Updated: February 01, 2002 by Mike Potter (Zugg)

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This article describes how to control zMUD using the zMUD COM interface from within the zMUD scripting language itself.

NOTE: This document refers to zMUD version 6.26 and later.


I'm going to assume you already know what COM is and how to use it.  If not, see the COM Programming in zMUD article.

Since zMUD allows you to create and access COM objects, and zMUD itself is a COM object, it seems natural to ask if you can control zMUD using COM from within a zMUD script.  The answer is, of course!  The next question is: "Why would you want to?"

The COM interface for zMUD exposes a much lower-level object model for aliases, triggers, etc than the normal zMUD scripting language.  For example, what if you wanted to change the "Case Sensitive" property of one of your triggers from a script?  Well, you can use the #TRIGGER command to create the trigger, but there is no way to just simply change the Case Sensitive option using the #TRIGGER command without recreating the entire trigger.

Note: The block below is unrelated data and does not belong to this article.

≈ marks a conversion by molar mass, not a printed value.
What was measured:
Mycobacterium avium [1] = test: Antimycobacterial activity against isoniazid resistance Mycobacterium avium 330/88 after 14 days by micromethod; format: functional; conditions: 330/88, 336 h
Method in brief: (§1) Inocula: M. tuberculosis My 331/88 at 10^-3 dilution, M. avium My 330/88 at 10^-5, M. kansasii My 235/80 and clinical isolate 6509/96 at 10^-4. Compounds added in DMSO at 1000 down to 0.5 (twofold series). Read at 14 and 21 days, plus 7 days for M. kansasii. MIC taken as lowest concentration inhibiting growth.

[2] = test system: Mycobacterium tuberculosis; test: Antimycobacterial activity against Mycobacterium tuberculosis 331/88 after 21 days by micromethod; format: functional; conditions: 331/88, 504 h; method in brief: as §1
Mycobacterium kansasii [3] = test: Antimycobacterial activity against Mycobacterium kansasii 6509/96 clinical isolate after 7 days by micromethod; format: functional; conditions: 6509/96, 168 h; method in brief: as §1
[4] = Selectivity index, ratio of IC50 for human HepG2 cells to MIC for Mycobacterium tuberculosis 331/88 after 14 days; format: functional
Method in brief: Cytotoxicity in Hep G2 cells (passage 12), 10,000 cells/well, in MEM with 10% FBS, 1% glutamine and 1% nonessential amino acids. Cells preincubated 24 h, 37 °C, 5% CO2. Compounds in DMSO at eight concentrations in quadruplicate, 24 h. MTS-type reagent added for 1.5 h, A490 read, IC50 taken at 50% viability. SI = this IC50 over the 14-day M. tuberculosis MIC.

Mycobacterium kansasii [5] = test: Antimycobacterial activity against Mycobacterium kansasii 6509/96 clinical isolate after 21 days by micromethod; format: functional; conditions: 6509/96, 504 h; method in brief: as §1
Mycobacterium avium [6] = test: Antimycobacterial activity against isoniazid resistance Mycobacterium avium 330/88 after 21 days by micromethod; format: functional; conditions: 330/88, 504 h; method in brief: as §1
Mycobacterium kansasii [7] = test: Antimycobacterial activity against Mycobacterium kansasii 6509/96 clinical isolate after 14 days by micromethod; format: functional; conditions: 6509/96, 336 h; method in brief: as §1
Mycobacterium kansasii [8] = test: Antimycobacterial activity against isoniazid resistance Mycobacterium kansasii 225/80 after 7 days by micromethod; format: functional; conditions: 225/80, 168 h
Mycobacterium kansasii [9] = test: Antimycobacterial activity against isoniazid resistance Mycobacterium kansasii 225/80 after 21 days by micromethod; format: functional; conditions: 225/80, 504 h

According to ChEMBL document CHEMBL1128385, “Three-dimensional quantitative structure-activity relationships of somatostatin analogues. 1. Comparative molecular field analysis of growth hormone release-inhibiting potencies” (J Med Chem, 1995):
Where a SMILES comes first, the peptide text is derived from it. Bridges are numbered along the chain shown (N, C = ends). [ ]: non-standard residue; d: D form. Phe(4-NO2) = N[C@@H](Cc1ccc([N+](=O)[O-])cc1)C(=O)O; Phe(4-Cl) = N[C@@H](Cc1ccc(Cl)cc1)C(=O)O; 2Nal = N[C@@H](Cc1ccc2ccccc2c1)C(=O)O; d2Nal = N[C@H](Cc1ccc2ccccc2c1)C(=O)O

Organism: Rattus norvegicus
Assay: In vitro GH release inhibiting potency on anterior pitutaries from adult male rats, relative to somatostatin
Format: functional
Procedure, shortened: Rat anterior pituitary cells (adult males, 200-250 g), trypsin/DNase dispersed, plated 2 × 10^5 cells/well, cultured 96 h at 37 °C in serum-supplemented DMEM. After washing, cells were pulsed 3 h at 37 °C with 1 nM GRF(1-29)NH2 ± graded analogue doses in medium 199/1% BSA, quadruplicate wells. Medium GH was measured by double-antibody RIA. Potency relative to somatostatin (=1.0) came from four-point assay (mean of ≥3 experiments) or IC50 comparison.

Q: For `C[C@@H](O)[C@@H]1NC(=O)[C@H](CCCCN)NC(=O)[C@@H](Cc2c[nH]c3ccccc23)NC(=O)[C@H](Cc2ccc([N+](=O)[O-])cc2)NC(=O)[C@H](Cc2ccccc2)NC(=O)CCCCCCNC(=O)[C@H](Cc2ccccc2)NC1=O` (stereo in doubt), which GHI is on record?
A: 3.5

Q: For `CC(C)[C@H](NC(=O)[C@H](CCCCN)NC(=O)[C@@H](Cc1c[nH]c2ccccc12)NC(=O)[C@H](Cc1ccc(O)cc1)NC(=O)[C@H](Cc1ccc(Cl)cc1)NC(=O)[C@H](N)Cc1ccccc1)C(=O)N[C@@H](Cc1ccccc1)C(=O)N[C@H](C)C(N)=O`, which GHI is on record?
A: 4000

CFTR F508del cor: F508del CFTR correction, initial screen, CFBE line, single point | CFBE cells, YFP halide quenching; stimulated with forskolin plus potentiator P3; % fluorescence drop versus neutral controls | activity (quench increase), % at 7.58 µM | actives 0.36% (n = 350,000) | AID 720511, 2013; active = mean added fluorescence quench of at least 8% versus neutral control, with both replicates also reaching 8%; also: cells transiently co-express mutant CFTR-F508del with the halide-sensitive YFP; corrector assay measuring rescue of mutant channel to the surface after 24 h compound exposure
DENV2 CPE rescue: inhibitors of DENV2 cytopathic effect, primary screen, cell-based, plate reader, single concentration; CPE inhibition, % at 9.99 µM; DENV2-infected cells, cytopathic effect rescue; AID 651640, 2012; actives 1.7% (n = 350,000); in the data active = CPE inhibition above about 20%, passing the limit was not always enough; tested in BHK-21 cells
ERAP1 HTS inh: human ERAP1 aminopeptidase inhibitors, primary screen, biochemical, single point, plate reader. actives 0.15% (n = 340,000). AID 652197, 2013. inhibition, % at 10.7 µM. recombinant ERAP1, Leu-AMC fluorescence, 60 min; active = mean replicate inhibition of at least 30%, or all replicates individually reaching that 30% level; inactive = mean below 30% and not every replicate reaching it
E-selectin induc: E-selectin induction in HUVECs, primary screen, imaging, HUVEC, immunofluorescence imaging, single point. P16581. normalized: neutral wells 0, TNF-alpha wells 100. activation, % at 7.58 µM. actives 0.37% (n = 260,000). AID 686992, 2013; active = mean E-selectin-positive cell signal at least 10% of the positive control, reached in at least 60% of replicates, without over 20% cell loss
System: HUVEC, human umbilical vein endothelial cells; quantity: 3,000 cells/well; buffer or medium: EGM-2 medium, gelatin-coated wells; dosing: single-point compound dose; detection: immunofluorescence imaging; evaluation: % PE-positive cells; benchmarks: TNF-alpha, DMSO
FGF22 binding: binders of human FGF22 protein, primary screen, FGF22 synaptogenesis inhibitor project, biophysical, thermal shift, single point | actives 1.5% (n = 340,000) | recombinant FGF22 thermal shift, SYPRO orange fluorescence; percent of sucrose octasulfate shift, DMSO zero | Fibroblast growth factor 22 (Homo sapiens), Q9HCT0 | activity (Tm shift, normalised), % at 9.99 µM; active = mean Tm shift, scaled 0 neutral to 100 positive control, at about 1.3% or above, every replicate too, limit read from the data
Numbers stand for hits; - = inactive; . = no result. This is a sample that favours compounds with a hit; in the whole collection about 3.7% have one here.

Using the zMUD Com interface, it's pretty simple.  In a language like Visual Basic, you'd do something like this:

Dim zMUD as Object
Dim Sess as Object
Dim Trig as Object

Set zMUD = CreateObject("zMUD.Application")
Set Sess = zMUD.CurrentSession
Set Trig = Sess.TriggerNum(0)
Trig.Current.CaseSens = false

Set Trig = nothing
Set Sess = nothing
Set zMUD = nothing

That would fetch the first trigger and set the Case Sensitive option of the current trigger state to false.

The %session variable

In zMUD, it's a bit easier.  zMUD already provides a COM object link to the current session in the %session system variable.  So, there is no need to create any COM objects, it's already created for you (after all, it seems silly to have to create a link to a program you are already running in).

So, the zMUD code to set the Case Sensitive property of the first trigger to false is simply:

#VAR Trig %session.TriggerNum(0)
#VAR Trig.Current.CaseSens 0


Here is another example.  This displays the names of all the aliases currently defined:

#VAR Count %session.NumAliases
#LOOP 0,Count-1 {#ECHO %session.AliasNum(%i).Name}

The possibilities are endless!

The %zmud variable

Just as the %session variable provides access to the current session object, the %zmud variable provides access to the global zMUD.Application object.  For example:

#ECHO %zmud.zMUDVersion

will display the current version of zMUD using the COM interface.